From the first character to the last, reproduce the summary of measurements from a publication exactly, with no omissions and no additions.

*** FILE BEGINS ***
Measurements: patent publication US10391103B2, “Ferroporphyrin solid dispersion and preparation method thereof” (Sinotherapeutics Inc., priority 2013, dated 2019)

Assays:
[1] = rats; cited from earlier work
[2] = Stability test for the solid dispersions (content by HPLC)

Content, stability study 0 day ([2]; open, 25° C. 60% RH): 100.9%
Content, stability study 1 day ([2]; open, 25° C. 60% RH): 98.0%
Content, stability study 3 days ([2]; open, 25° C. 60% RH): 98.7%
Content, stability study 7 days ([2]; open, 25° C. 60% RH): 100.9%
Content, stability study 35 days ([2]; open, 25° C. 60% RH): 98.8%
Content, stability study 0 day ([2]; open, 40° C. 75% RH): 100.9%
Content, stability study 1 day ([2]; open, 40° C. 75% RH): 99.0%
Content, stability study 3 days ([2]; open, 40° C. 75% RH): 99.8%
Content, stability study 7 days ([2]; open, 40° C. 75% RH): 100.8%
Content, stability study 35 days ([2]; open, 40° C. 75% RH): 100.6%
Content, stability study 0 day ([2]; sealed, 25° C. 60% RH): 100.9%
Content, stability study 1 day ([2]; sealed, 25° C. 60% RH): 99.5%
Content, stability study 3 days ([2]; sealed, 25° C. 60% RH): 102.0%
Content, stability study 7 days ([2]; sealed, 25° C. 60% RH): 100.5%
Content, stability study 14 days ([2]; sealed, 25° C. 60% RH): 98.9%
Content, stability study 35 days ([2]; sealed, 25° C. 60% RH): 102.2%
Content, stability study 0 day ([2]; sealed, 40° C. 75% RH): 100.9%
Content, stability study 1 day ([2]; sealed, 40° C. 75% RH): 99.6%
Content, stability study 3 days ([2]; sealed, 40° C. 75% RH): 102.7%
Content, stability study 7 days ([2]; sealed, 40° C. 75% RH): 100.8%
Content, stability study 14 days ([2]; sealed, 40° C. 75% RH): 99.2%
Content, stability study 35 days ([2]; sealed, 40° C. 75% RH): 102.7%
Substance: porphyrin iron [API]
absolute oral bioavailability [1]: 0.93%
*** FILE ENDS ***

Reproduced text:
Measurements: patent publication US10391103B2, “Ferroporphyrin solid dispersion and preparation method thereof” (Sinotherapeutics Inc., priority 2013, dated 2019)

Assays:
[1] = rats; cited from earlier work
[2] = Stability test for the solid dispersions (content by HPLC)

Content, stability study 0 day ([2]; open, 25° C. 60% RH): 100.9%
Content, stability study 1 day ([2]; open, 25° C. 60% RH): 98.0%
Content, stability study 3 days ([2]; open, 25° C. 60% RH): 98.7%
Content, stability study 7 days ([2]; open, 25° C. 60% RH): 100.9%
Content, stability study 35 days ([2]; open, 25° C. 60% RH): 98.8%
Content, stability study 0 day ([2]; open, 40° C. 75% RH): 100.9%
Content, stability study 1 day ([2]; open, 40° C. 75% RH): 99.0%
Content, stability study 3 days ([2]; open, 40° C. 75% RH): 99.8%
Content, stability study 7 days ([2]; open, 40° C. 75% RH): 100.8%
Content, stability study 35 days ([2]; open, 40° C. 75% RH): 100.6%
Content, stability study 0 day ([2]; sealed, 25° C. 60% RH): 100.9%
Content, stability study 1 day ([2]; sealed, 25° C. 60% RH): 99.5%
Content, stability study 3 days ([2]; sealed, 25° C. 60% RH): 102.0%
Content, stability study 7 days ([2]; sealed, 25° C. 60% RH): 100.5%
Content, stability study 14 days ([2]; sealed, 25° C. 60% RH): 98.9%
Content, stability study 35 days ([2]; sealed, 25° C. 60% RH): 102.2%
Content, stability study 0 day ([2]; sealed, 40° C. 75% RH): 100.9%
Content, stability study 1 day ([2]; sealed, 40° C. 75% RH): 99.6%
Content, stability study 3 days ([2]; sealed, 40° C. 75% RH): 102.7%
Content, stability study 7 days ([2]; sealed, 40° C. 75% RH): 100.8%
Content, stability study 14 days ([2]; sealed, 40° C. 75% RH): 99.2%
Content, stability study 35 days ([2]; sealed, 40° C. 75% RH): 102.7%
Substance: porphyrin iron [API]
absolute oral bioavailability [1]: 0.93%